Deposit-advance loans, also known as small-dollar or payday loans, can be quite risky for consumers. But could these financial products be too risky for banks as well?
The answer isn't clear. But, federal regulators have issued some new guidance for national banks and federal savings and loans that offer deposit advance products.
The new guidance from the Federal Deposit Insurance Corp. and Office of the Comptroller of the Currency addresses the risks and regulators' expectations of banks and thrifts that offer deposit advances.
Deposit advances are short-term loans for small amounts of money that banks or thrifts offer customers who make recurring direct deposits into their accounts. Financial institutions like such arrangements because they have strong assurance that the consumer will have the funds to repay the loan when the next automatic deposit drops into the account.
In a statement, Comptroller of the Currency Thomas J. Curry said the OCC "encourages banks to offer responsible products" that meet consumers' needs for small-dollar credit.
"However, deposit advance products share a number of characteristics with traditional payday loans, including high fees, short repayment periods and inadequate attention to the ability to repay. As such, these products can trap customers in a cycle of high-cost debt that they are unable to repay. As a result, they pose significant safety and soundness and consumer protection risks. Banks must understand and manage those risks, and this guidance clarifies our expectations for doing so," Curry said.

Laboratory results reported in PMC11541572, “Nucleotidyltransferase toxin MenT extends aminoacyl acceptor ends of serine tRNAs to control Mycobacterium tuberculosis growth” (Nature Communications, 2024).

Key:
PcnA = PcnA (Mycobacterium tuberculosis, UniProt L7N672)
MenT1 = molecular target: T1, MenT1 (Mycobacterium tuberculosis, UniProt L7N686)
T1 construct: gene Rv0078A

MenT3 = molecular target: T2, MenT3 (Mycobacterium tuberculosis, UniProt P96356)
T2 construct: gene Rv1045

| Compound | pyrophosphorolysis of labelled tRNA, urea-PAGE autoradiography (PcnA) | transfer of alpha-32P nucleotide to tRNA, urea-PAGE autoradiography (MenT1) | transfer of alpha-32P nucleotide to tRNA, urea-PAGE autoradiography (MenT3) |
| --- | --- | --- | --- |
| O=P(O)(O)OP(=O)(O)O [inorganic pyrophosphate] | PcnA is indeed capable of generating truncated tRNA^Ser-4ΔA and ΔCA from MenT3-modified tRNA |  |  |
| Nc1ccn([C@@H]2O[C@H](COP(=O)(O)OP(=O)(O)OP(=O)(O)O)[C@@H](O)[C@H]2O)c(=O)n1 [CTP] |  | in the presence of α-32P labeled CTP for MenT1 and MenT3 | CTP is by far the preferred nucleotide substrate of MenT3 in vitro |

In a separate statement, FDIC Chairman Martin J. Gruenberg said the guidance "aims to alert financial institutions to the risks posed by certain deposit advance products and to encourage institutions to meet the demand for small-dollar loans through affordable products that are prudently underwritten and designed."
The guidance directs banks and thrifts to address the potential risks associated with deposit advance products and warns that government regulators will examine the financial institutions' underwriting policies and practices, reliance on fee income, compliance with consumer protection laws, management oversight and other aspects of these loans.
"The OCC will take appropriate action to prevent harm to consumers, ensure compliance with applicable laws and address any unsafe or unsound banking practice or violations of law associated with these products," the agency says.
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